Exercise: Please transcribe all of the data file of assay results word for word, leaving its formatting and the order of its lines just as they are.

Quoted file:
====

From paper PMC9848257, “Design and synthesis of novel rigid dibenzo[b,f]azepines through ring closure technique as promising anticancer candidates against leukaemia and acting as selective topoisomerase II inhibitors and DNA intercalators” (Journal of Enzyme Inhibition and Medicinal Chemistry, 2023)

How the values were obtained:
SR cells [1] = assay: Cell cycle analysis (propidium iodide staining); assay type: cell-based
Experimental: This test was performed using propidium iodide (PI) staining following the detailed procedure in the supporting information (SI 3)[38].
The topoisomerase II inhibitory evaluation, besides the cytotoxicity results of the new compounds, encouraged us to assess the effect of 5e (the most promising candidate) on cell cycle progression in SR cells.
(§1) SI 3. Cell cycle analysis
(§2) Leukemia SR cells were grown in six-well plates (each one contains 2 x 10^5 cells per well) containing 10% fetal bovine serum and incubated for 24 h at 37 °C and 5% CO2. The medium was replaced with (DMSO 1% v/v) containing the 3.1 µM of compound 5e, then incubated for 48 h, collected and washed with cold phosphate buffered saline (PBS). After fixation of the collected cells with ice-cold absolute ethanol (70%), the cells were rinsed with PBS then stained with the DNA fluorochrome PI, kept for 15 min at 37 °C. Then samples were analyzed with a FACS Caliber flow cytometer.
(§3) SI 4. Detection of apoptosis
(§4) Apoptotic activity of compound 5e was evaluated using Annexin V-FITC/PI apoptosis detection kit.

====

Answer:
From paper PMC9848257, “Design and synthesis of novel rigid dibenzo[b,f]azepines through ring closure technique as promising anticancer candidates against leukaemia and acting as selective topoisomerase II inhibitors and DNA intercalators” (Journal of Enzyme Inhibition and Medicinal Chemistry, 2023)

How the values were obtained:
SR cells [1] = assay: Cell cycle analysis (propidium iodide staining); assay type: cell-based
Experimental: This test was performed using propidium iodide (PI) staining following the detailed procedure in the supporting information (SI 3)[38].
The topoisomerase II inhibitory evaluation, besides the cytotoxicity results of the new compounds, encouraged us to assess the effect of 5e (the most promising candidate) on cell cycle progression in SR cells.
(§1) SI 3. Cell cycle analysis
(§2) Leukemia SR cells were grown in six-well plates (each one contains 2 x 10^5 cells per well) containing 10% fetal bovine serum and incubated for 24 h at 37 °C and 5% CO2. The medium was replaced with (DMSO 1% v/v) containing the 3.1 µM of compound 5e, then incubated for 48 h, collected and washed with cold phosphate buffered saline (PBS). After fixation of the collected cells with ice-cold absolute ethanol (70%), the cells were rinsed with PBS then stained with the DNA fluorochrome PI, kept for 15 min at 37 °C. Then samples were analyzed with a FACS Caliber flow cytometer.
(§3) SI 4. Detection of apoptosis
(§4) Apoptotic activity of compound 5e was evaluated using Annexin V-FITC/PI apoptosis detection kit.